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Noncompete Clauses and Privacy

Dave Hoffman

Dave Hoffman is the Murray Shusterman Professor of Transactional and Business Law at Temple Law School. He specializes in law and psychology, contracts, and quantitative analysis of civil procedure. He currently teaches contracts, civil procedure, corporations, and law and economics.

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11 Responses

  1. Dissent says:

    I don’t have access to the complaint, but I don’t see where it says the employer hacked anything — just that they tracked using the GPS on a corporate cell. If the corp policy informed employees that their use of corp devices would be/could be monitored, I don’t see where the employee would have any real counter-complaint from a privacy perspective. What am I missing?

  2. dave hoffman says:

    Hmm, maybe I misread the article. Even so, what’s the chance that the employee actually read & assented to that policy in a meaningful way?

  3. A.J. Sutter says:

    Even if there were a problem with his assent to the written contract, what about his behavior: wouldn’t there be a question of whether his expectation of privacy was reasonable, given that he accepted a cell phone that came from the company, and indeed was carrying it around with him?

  4. Arthur Spooner says:

    According to this blogger post I found, it doesn’t even matter if there was or wasn’t a non-compete to begin with, the essence of a contract can still be interpreted to blue-line one in and make it enforceable: http://lawblog.legalmatch.com/2010/09/14/how-far-can-companies-push-the-boundaries-of-non-compete-agreements/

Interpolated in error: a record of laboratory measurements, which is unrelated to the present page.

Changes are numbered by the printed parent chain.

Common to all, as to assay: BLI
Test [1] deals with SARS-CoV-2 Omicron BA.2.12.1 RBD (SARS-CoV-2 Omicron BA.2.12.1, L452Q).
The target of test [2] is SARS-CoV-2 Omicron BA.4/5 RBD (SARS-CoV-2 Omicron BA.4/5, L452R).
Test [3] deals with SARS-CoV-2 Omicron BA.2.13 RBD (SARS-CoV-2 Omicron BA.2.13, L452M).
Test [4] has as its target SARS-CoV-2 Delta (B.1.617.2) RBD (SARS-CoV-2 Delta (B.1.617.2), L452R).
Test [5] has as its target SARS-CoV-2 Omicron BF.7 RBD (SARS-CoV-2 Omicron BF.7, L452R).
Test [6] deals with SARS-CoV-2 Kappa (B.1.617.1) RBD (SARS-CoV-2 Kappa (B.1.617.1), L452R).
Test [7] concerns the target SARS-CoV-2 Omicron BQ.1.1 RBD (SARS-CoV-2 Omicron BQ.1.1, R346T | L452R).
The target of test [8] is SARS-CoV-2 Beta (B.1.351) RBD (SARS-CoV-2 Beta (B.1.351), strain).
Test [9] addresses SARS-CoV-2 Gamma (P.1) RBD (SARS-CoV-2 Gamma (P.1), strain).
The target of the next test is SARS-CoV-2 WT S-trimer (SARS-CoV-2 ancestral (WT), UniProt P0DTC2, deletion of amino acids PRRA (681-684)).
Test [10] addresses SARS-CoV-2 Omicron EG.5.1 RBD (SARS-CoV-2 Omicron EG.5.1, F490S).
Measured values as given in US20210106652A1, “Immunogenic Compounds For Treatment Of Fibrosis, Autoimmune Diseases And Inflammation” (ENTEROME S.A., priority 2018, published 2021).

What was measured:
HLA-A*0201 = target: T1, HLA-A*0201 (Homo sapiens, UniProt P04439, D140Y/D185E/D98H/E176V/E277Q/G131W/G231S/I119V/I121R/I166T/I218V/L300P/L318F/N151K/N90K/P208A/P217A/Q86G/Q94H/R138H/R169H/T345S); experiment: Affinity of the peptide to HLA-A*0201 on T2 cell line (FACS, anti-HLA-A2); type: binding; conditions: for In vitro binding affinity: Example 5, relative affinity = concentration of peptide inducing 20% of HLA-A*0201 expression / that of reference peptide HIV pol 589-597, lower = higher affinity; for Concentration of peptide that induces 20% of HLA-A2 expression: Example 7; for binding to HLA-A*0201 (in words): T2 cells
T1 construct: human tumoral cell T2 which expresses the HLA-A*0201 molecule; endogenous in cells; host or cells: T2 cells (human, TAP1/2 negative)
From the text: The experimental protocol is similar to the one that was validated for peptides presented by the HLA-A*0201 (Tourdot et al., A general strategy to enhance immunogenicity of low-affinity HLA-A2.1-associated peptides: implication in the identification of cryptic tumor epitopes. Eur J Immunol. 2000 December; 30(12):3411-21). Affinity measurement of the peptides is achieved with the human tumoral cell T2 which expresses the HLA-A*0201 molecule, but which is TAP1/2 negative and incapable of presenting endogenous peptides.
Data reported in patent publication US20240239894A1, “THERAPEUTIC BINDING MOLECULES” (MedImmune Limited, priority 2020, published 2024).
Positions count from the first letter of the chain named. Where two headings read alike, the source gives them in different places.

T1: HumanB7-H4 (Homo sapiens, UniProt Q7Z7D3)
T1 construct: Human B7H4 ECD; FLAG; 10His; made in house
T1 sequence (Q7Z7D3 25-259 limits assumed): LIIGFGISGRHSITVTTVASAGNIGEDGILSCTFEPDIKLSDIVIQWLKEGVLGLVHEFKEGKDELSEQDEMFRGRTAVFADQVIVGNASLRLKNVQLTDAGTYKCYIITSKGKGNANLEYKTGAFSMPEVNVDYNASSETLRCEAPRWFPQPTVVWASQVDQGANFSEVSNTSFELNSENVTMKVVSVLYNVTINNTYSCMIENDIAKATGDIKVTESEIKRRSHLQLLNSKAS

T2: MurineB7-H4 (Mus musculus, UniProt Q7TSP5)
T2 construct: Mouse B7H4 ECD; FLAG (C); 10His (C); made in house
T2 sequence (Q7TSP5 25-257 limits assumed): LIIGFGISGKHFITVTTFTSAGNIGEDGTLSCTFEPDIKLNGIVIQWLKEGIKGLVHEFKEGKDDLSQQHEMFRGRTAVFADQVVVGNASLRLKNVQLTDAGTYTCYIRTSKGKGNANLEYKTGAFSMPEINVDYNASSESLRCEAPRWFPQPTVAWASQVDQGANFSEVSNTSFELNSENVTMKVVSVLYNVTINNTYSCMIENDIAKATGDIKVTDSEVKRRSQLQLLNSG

5. Lurker says:

    @A.J.:

    So it would actually be reasonable to believe that an employer secretly monitors his employees even while out of office?

  6. Ken Rhodes says:

    This is very strange. If the employer tracked the employee to some otherwise secret site, there might be a dispute over whether the tracking was allowed.

    But what the heck is this about? The employer had a contract with the client company to do work *at the job site.* The employer visited *the job site* and found the employee doing work there for his own account. What’s the employee’s expectation of privacy *at the job site*?

    Now, if you want a better case, suppose the employee was doing work for the client company at some other site, not part of the contract of his employer. Suppose the only way the employer had for finding that site was via the GPS tracking. THEN you’ve got an expectation of privacy issue.

  7. Lurker says:

    @Ken Rhodes:

    So the constitution indeed *does* protect places (“secret site”), not persons after all…

  8. Ken Rhodes says:

    After I submitted my comment (above) I red the linked article and discovered that an important detail in the summary above is different from the report.

    The employer did not “hack” the cellphone. It was the employer’s cellphone, and they had access through standard procedures to the GPS data, without even needing physical access to the phone.

    A standard feature of GPS phones is a location feature available on the website of the cellphone company. The owner of the phone can log into the website and read the GPS location. That’s not hacking, it’s not a secret, and it’s not unusual. Employers typically do it to verify mileage claims and timesheets. There is ZERO expectation of privacy regarding those GPS locations. Any employee who takes an employer cellphone and thinks his location is a secret *while the cellphone is turned on* is a doofus.

  9. Matt Bodie says:

    Does privacy protect the reasonable expectations of a doofus, if most folks are doofuses? (Doofi?)

  10. Lawrence Cunningham says:

    Fascinating. Love the casebook idea.

  11. A.J. Sutter says:

    @Lurker: Sorry to be slow to reply. I don’t often agree with Ken, but I think he makes a good point in his 10/16/12:12, taking his word for it that tracking is a usual practice.

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